In the figure below, I've drawn a sampling of lines through a specific point, and marked on each line the point closest to the origin.

Sample lines through a point (filled) and
the points on those lines closest to the origin (open).
Stare at the image above for a moment, and you'll notice something funny. The points closest to the origin on all of these lines look like they might form a circle. This is in fact the case, as is shown in the image below. If we take a circle which has a diameter from the origin to any point p of choice, the angle between the origin, any point q ( misnamed [L] in the figure ) on that circle (except of course the origin or p) will, and p will be a right angle by basic geometry. This turns out to be the necessary and sufficient condition to say that the q represents a line that passes through p.

In fact, if you think about it for a while, you may be able to see that this circle (with the origin removed) represents all the points that represent lines that pass through p. There are multiple ways I know of to show this, so I'm going to leave it as an exercise to the reader.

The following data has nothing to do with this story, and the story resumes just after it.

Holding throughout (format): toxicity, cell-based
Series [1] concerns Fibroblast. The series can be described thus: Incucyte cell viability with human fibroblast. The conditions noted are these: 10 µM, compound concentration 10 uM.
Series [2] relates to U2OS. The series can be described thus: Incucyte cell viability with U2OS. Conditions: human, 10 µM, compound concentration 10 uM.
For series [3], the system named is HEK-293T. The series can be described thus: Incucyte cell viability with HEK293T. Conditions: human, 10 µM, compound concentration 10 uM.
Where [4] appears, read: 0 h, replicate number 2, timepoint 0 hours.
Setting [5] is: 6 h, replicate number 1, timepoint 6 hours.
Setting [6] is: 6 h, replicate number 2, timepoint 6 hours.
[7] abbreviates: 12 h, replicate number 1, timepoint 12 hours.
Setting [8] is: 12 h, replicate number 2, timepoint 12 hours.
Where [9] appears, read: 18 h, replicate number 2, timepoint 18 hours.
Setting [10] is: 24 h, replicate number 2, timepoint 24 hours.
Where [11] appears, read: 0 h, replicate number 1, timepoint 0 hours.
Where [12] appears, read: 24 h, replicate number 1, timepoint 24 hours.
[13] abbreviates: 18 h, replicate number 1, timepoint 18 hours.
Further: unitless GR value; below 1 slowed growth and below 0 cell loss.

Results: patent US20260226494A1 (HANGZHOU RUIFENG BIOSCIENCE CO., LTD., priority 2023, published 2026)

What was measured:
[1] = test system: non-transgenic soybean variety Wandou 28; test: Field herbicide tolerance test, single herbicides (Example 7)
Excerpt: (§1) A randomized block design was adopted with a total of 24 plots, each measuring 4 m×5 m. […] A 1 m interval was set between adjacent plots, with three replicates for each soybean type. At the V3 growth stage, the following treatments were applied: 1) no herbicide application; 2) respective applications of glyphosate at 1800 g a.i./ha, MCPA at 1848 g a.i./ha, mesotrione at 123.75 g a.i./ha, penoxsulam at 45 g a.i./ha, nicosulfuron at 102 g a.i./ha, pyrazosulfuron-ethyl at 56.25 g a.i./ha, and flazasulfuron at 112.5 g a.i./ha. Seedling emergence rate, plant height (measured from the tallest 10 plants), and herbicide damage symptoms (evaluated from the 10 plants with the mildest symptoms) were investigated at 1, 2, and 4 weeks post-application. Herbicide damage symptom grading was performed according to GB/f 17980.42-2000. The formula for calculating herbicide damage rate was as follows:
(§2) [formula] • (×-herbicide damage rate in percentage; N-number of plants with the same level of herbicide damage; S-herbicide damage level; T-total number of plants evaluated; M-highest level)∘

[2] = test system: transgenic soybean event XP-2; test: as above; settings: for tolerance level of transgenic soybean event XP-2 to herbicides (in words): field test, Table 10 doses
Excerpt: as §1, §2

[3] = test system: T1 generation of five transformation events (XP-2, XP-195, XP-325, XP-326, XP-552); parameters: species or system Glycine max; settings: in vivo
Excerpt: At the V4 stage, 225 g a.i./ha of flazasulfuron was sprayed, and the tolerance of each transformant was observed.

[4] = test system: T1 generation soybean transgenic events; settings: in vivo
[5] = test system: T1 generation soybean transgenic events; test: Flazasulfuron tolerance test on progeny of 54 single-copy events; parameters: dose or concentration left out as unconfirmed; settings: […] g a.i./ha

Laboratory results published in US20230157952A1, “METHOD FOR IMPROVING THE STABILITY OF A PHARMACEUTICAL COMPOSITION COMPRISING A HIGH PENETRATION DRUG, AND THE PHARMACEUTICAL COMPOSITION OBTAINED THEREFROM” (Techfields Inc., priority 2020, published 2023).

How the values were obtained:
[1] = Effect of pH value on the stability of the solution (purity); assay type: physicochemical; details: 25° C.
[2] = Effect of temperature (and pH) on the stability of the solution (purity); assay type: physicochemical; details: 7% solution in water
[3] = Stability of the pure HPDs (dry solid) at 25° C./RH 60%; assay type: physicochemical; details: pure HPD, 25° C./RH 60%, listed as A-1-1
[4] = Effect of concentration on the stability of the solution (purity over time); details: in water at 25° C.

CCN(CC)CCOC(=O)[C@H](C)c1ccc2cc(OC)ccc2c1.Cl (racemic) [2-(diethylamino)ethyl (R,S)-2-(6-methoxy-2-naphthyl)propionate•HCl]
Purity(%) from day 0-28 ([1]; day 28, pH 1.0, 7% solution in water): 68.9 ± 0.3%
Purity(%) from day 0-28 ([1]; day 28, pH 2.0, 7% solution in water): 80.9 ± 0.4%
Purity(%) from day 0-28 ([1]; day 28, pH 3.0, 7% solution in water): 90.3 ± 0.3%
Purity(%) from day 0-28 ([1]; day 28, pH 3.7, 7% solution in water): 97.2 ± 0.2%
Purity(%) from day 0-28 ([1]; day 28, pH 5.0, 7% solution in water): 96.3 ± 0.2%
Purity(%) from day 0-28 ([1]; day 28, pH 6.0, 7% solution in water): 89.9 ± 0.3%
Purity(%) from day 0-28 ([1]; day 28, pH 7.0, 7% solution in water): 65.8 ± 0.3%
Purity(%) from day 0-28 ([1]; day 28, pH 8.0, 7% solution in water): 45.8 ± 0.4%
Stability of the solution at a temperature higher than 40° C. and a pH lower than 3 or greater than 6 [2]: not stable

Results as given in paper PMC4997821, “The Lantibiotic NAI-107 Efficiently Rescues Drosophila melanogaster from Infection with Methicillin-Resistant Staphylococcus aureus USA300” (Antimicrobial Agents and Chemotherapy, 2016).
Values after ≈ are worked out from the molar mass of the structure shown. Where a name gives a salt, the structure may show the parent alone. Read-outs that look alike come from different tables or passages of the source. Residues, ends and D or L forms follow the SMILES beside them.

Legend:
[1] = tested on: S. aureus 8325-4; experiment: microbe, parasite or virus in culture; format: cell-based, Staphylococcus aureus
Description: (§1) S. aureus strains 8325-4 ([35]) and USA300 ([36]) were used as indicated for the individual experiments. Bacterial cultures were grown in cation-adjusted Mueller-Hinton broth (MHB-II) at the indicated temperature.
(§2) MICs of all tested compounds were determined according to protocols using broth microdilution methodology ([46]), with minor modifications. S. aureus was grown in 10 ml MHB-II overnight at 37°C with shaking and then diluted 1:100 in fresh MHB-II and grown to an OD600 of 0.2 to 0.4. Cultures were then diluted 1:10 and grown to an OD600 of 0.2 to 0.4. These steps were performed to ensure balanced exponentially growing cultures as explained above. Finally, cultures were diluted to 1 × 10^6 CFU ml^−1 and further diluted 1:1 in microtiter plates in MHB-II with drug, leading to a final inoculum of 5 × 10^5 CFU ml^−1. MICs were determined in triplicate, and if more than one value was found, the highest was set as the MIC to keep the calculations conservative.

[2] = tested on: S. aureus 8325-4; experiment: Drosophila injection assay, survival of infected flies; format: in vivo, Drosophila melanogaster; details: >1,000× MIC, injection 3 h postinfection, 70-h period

Graphical depiction of the set of points that are the
closest points to the origin on lines that pass through
p. note that the Origin is not actually part of
this set, although it does lie on the circle.
The only tricky bit left is the exact implementation of the accumulator. Here, there are lots of choices, the the simplest it arguably as follows: produce a two dimensional set of bins, one set for theta, the other for rho (we assume that rho <= some rho_max, which turns out to be quite reasonable for images, since images are finite. ). As we look at each point, we'll chose a representative set of lines spaced equally along the circle. We'll put each of these lines into the bin which contains the particular value of r and theta for the point that represents that line.

Once all the points have had their lines tallied, we can find the bins which are most populated (checking to make sure that we have local maxima to avoid duplication), then return the median rho theta value for each as a list of lines. These lines will correspond to the lines in our image, and we'll be done!

I have some code to go with this post, which should be up as soon as I clean it up and document it. In the mean time, though, I'm going to put this post up.